There are certain machines that are designed to kill harmful microorganisms, such as bacteria, viruses, and fungal spores. Many machines do a good job of filtering out these organisms, such as the hospital-grade Airgle AG900. It is especially designed for ridding air of infectious organisms in addition to standard HEPA functions. Another good option is an air sanitizer, with Airfree in the lead. These types of air purifiers use heat or UV light to sterilize air that passes through the machine.
Keep in mind that these machines will not literally sterilize an entire room; there will always be some particles that don’t go through the machine or come in from external sources. In general, no air purifier or air sterilizer will completely eliminate all particulates, fumes, or microorganisms from the air. The air that does enter the machine, however, can typically be filtered at rates between 99.5 and 99.99 percent.
Choosing an Air Purifier for VOCs:
Volatility is essentially a measure of a substance’s tendency to vaporize into the air. Rubbing alcohol, for example, is a lot more volatile than water; it evaporates from your hands far more quickly than water does. However, there are dozens of volatile compounds outside, at work, and in your home as well. These include Methylene chloride, Benzene, Toluene, chlorofluorocarbons, Perchloroethylene, and many other chemicals. These fumes evaporate into the air off of things like paints, solvents, glues, nail polish remover, gasoline, machine exhaust, tobacco smoke, fireplaces, stovetop cooking, aerosols, dry cleaning, and more.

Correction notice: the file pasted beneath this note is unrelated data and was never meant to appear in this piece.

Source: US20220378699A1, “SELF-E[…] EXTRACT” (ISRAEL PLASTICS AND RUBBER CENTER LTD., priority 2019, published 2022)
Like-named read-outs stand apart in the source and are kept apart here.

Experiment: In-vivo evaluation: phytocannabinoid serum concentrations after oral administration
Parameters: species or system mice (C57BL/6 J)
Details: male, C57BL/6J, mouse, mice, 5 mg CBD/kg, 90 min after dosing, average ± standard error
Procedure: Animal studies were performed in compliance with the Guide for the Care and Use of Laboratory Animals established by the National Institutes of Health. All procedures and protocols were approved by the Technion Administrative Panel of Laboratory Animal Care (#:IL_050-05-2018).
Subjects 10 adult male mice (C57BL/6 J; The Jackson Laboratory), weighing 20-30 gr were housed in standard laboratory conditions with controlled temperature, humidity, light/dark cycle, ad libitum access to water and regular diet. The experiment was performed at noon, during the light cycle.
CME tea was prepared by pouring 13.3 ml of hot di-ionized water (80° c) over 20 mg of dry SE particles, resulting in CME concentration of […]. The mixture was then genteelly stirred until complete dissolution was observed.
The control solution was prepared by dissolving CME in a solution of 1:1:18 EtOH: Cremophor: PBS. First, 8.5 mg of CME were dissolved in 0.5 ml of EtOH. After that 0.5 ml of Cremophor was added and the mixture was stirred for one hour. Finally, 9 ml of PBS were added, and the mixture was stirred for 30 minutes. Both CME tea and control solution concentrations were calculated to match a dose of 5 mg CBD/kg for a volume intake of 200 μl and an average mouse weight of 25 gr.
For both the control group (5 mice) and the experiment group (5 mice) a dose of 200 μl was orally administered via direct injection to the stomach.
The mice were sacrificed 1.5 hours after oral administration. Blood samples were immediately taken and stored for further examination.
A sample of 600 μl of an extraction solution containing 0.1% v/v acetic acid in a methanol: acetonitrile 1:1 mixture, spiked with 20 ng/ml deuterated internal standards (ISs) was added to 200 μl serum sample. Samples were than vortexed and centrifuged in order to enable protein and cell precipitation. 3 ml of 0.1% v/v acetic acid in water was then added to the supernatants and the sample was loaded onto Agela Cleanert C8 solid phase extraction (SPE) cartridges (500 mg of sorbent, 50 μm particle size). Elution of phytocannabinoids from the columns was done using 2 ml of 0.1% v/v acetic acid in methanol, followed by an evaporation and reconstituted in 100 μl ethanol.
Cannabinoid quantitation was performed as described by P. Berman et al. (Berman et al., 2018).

These gaseous molecules are a lot smaller than the allergens we talked about earlier and cannot be captured by a HEPA air purifier. They need to be captured by adsorbent materials, which are typically porous substances, such as Zeolites or activated Carbon. You may have heard of people taking activated Charcoal pills to “detoxify” their body; the idea here is much the same.
These are the best air purifiers for MCS – Multiple Chemical Sensitivity. Volatile Organic Compounds are harmful for all of us, but certain people are more sensitive to them than others. There is some debate as to whether or not MCS is an actual disease or just a manifestation of the variance with which people’s systems react to foreign substances. In any case, an air purifier for VOCs will be easy to spot when looking at a list; air purifiers capable of filtering out VOCs will usually mention VOC in the title or a VOC filter in the description.
Choosing an Air Purifier for Smoke Odor:
Like VOCs, smoke odor particles are smaller than those which a HEPA air purifier can capture. In fact, they can be in the tenths, hundredths, or even thousandths of one micron. As people who have tried know well, getting rid of smoke odor is one of the most difficult residential cleaning challenges. You will need an air purifier with a VOC filter or an Ionizer, the latter of which may produce ozone, which is a significant drawback as noted earlier in this guide.
The problem with smoke odor is that it adheres so well to surfaces like carpets, couches, and furniture, so you will need to combine HEPA vacuuming and scrubbing with an air purifier to remove the particles that get kicked up off of the surfaces. Many websites will recommend an ozone generator for odors, but we do not since ozone is harmful to your lungs. For more information and tips, see our article on Getting Rid of Smoke Odor.
Here are links to our website category sections, where we have compiled what we believe are the top four or five best air purifiers in each category. We are constantly researching about new technology, listening to customer feedback, and reevaluating scientific trends so as to provide our customers with neutral and useful information.
If you are looking for an all-around general purpose air purifier, check out the VOC section. Because very few models are meant to work only on VOCs, most VOC models are a combination of HEPA technology and VOC filtration, with some featuring a UV light or additional filter as well.
Best Air Purifiers for Dust & Mold
Best Air Purifiers for Allergies & Asthma
Best Air Purifiers for VOCs / MCS
Best Air Purifiers for Smoke
Best Air Purifiers for Pet Dander